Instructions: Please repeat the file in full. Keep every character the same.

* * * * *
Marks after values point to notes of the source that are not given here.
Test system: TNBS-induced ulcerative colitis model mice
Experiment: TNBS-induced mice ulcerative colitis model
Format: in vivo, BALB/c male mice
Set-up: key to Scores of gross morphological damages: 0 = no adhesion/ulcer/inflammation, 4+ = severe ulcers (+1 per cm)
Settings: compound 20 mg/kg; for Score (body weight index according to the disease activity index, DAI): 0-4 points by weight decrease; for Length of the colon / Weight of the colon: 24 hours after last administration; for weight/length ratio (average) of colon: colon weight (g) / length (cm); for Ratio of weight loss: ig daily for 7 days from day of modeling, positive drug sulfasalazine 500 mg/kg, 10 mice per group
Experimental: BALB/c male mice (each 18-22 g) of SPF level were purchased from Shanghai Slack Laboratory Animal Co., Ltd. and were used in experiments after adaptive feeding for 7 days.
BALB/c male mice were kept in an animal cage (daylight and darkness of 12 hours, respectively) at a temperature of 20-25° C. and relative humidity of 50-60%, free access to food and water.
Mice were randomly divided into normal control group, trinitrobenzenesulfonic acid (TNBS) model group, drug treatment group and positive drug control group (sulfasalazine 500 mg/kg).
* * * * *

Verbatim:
Marks after values point to notes of the source that are not given here.
Test system: TNBS-induced ulcerative colitis model mice
Experiment: TNBS-induced mice ulcerative colitis model
Format: in vivo, BALB/c male mice
Set-up: key to Scores of gross morphological damages: 0 = no adhesion/ulcer/inflammation, 4+ = severe ulcers (+1 per cm)
Settings: compound 20 mg/kg; for Score (body weight index according to the disease activity index, DAI): 0-4 points by weight decrease; for Length of the colon / Weight of the colon: 24 hours after last administration; for weight/length ratio (average) of colon: colon weight (g) / length (cm); for Ratio of weight loss: ig daily for 7 days from day of modeling, positive drug sulfasalazine 500 mg/kg, 10 mice per group
Experimental: BALB/c male mice (each 18-22 g) of SPF level were purchased from Shanghai Slack Laboratory Animal Co., Ltd. and were used in experiments after adaptive feeding for 7 days.
BALB/c male mice were kept in an animal cage (daylight and darkness of 12 hours, respectively) at a temperature of 20-25° C. and relative humidity of 50-60%, free access to food and water.
Mice were randomly divided into normal control group, trinitrobenzenesulfonic acid (TNBS) model group, drug treatment group and positive drug control group (sulfasalazine 500 mg/kg).